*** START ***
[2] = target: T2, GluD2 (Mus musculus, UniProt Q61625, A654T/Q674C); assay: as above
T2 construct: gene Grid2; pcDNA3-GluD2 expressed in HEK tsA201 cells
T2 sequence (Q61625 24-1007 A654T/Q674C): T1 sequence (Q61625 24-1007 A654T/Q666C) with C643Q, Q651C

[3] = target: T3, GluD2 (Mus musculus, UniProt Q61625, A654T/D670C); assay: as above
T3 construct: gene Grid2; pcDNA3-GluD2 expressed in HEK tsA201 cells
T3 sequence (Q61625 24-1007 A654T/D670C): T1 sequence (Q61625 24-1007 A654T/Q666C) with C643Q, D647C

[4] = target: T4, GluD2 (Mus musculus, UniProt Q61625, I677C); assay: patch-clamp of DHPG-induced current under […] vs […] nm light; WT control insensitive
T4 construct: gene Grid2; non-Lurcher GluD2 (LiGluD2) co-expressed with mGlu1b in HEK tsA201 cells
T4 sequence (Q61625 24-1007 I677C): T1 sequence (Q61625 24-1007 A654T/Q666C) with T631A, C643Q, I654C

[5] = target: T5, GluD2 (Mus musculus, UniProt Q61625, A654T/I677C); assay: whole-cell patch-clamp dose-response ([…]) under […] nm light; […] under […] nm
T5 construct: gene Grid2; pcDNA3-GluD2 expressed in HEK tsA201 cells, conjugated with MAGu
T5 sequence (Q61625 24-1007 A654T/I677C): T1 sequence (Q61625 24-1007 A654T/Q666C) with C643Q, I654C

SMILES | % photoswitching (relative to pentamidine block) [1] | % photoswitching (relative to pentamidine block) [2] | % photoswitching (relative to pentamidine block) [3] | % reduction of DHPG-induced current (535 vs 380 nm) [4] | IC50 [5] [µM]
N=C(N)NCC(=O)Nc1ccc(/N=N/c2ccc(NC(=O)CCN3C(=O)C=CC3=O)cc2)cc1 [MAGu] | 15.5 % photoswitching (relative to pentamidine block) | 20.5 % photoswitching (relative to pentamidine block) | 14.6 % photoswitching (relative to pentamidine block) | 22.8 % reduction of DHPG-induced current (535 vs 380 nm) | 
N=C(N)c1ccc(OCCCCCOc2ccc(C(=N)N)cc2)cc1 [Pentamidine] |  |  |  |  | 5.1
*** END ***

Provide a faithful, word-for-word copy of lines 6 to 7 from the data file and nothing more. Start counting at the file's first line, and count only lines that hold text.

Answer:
T3 sequence (Q61625 24-1007 A654T/D670C): T1 sequence (Q61625 24-1007 A654T/Q666C) with C643Q, D647C

[4] = target: T4, GluD2 (Mus musculus, UniProt Q61625, I677C); assay: patch-clamp of DHPG-induced current under […] vs […] nm light; WT control insensitive